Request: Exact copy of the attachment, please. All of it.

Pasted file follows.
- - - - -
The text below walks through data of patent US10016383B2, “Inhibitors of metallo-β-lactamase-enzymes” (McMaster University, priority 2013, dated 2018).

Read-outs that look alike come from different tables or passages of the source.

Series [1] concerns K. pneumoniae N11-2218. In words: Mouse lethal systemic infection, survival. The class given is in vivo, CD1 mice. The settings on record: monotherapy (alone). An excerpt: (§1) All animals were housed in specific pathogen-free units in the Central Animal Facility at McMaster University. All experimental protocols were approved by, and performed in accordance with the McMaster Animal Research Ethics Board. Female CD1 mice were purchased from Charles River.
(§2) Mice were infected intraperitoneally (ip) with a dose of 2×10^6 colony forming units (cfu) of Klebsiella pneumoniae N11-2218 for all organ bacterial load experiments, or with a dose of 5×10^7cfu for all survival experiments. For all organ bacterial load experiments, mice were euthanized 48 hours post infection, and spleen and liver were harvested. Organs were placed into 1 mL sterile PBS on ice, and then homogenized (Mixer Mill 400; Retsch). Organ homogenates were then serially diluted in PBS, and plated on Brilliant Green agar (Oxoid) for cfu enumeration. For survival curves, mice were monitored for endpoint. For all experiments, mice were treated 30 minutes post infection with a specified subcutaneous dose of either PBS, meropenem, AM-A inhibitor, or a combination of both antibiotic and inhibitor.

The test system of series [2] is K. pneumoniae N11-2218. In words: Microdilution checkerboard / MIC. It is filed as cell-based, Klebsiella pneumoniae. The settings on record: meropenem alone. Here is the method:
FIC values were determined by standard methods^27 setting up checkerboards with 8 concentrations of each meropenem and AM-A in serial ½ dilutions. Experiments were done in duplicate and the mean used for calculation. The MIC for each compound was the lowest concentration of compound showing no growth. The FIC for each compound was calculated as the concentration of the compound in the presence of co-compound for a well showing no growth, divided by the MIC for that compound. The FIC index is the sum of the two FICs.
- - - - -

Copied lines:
The text below walks through data of patent US10016383B2, “Inhibitors of metallo-β-lactamase-enzymes” (McMaster University, priority 2013, dated 2018).

Read-outs that look alike come from different tables or passages of the source.

Series [1] concerns K. pneumoniae N11-2218. In words: Mouse lethal systemic infection, survival. The class given is in vivo, CD1 mice. The settings on record: monotherapy (alone). An excerpt: (§1) All animals were housed in specific pathogen-free units in the Central Animal Facility at McMaster University. All experimental protocols were approved by, and performed in accordance with the McMaster Animal Research Ethics Board. Female CD1 mice were purchased from Charles River.
(§2) Mice were infected intraperitoneally (ip) with a dose of 2×10^6 colony forming units (cfu) of Klebsiella pneumoniae N11-2218 for all organ bacterial load experiments, or with a dose of 5×10^7cfu for all survival experiments. For all organ bacterial load experiments, mice were euthanized 48 hours post infection, and spleen and liver were harvested. Organs were placed into 1 mL sterile PBS on ice, and then homogenized (Mixer Mill 400; Retsch). Organ homogenates were then serially diluted in PBS, and plated on Brilliant Green agar (Oxoid) for cfu enumeration. For survival curves, mice were monitored for endpoint. For all experiments, mice were treated 30 minutes post infection with a specified subcutaneous dose of either PBS, meropenem, AM-A inhibitor, or a combination of both antibiotic and inhibitor.

The test system of series [2] is K. pneumoniae N11-2218. In words: Microdilution checkerboard / MIC. It is filed as cell-based, Klebsiella pneumoniae. The settings on record: meropenem alone. Here is the method:
FIC values were determined by standard methods^27 setting up checkerboards with 8 concentrations of each meropenem and AM-A in serial ½ dilutions. Experiments were done in duplicate and the mean used for calculation. The MIC for each compound was the lowest concentration of compound showing no growth. The FIC for each compound was calculated as the concentration of the compound in the presence of co-compound for a well showing no growth, divided by the MIC for that compound. The FIC index is the sum of the two FICs.